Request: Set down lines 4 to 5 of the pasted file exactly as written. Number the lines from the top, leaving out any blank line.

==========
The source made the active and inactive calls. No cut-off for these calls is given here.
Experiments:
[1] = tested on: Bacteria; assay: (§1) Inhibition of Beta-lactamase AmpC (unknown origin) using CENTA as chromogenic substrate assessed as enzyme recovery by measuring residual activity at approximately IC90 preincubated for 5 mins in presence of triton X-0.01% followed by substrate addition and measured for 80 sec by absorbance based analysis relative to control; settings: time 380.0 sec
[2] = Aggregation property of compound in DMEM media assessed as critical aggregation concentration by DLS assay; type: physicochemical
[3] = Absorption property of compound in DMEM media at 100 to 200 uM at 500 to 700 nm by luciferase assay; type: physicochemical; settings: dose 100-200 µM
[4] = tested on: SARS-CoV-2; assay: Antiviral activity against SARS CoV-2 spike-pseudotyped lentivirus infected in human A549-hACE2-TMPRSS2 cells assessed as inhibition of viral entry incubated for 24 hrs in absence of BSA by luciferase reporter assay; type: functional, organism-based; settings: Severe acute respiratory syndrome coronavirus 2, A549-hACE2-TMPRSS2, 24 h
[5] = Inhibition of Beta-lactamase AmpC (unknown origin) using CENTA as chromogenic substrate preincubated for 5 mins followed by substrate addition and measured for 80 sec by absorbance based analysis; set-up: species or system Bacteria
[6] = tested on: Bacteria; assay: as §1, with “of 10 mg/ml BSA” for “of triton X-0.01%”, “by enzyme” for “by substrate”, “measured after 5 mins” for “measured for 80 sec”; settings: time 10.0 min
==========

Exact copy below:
[2] = Aggregation property of compound in DMEM media assessed as critical aggregation concentration by DLS assay; type: physicochemical
[3] = Absorption property of compound in DMEM media at 100 to 200 uM at 500 to 700 nm by luciferase assay; type: physicochemical; settings: dose 100-200 µM